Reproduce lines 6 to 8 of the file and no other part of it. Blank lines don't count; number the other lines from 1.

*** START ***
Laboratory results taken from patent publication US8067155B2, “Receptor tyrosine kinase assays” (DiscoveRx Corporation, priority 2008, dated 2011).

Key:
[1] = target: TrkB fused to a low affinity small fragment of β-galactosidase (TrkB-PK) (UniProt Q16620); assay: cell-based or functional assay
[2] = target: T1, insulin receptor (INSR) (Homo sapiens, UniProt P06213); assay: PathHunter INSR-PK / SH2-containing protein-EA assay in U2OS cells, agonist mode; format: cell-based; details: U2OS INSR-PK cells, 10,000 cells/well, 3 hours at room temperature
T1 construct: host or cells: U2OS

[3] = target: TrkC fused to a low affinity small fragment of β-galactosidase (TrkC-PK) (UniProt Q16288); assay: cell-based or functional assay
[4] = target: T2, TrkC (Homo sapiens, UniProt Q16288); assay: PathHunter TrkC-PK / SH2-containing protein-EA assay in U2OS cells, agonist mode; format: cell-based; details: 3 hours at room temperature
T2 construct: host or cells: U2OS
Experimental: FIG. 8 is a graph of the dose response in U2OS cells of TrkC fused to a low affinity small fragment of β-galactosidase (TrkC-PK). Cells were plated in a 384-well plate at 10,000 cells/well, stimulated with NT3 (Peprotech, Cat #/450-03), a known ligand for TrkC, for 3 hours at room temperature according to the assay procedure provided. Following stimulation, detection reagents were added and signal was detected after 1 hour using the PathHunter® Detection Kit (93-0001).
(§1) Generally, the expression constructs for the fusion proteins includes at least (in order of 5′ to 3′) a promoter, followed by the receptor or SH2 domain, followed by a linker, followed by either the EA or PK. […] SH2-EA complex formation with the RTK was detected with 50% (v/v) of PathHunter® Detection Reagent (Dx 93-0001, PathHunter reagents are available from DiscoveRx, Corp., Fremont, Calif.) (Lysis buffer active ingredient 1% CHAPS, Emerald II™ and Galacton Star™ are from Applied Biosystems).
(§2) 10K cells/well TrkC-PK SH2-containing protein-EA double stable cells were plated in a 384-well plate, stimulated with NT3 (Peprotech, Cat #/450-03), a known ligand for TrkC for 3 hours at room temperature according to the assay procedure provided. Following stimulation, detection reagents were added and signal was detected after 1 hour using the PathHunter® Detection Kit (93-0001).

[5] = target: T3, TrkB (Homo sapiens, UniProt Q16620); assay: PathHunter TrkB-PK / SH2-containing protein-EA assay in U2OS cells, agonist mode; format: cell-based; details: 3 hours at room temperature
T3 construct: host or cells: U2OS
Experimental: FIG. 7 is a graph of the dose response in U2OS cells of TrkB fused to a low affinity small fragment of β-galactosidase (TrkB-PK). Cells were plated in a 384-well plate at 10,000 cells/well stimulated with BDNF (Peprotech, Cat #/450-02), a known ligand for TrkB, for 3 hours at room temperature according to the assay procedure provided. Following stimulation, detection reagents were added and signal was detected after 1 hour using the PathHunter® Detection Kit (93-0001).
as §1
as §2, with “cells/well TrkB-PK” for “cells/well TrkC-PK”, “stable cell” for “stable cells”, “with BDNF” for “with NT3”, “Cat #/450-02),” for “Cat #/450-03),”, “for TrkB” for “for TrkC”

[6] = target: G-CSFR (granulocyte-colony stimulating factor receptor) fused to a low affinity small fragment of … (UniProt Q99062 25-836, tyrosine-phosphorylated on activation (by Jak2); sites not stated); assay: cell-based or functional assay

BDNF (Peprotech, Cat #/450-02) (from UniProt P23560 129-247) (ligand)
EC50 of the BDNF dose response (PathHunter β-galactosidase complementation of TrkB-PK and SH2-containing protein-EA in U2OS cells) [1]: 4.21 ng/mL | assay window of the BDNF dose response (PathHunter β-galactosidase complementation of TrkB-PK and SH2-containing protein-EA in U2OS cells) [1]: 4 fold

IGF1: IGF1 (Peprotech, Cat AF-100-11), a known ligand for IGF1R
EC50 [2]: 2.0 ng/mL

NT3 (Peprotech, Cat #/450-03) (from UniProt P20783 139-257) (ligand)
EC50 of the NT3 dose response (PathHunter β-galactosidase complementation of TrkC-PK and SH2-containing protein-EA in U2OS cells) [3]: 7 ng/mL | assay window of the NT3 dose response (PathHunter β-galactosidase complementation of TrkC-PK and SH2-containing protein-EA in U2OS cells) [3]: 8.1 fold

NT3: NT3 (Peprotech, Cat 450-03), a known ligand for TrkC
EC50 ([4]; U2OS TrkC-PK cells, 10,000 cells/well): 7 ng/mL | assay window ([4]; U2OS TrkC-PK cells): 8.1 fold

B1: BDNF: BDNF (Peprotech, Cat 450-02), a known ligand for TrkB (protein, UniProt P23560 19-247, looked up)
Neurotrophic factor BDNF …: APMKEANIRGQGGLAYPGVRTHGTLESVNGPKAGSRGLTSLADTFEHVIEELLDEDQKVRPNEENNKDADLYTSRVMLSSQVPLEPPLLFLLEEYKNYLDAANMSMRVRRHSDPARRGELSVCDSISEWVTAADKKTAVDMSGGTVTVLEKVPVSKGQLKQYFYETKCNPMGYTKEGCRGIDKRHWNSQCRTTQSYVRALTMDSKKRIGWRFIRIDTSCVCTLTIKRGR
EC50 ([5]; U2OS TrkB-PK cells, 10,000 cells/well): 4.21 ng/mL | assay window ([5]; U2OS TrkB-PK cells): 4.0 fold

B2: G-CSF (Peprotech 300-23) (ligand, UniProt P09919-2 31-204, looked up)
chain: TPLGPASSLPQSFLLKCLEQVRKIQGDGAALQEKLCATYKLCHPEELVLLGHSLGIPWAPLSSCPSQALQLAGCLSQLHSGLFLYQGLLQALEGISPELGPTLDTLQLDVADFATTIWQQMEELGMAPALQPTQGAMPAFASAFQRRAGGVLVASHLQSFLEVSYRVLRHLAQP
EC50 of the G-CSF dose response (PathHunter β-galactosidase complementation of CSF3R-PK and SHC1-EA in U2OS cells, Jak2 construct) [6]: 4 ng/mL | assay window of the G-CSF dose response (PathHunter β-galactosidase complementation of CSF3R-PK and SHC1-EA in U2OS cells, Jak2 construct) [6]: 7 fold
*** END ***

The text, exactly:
[3] = target: TrkC fused to a low affinity small fragment of β-galactosidase (TrkC-PK) (UniProt Q16288); assay: cell-based or functional assay
[4] = target: T2, TrkC (Homo sapiens, UniProt Q16288); assay: PathHunter TrkC-PK / SH2-containing protein-EA assay in U2OS cells, agonist mode; format: cell-based; details: 3 hours at room temperature
T2 construct: host or cells: U2OS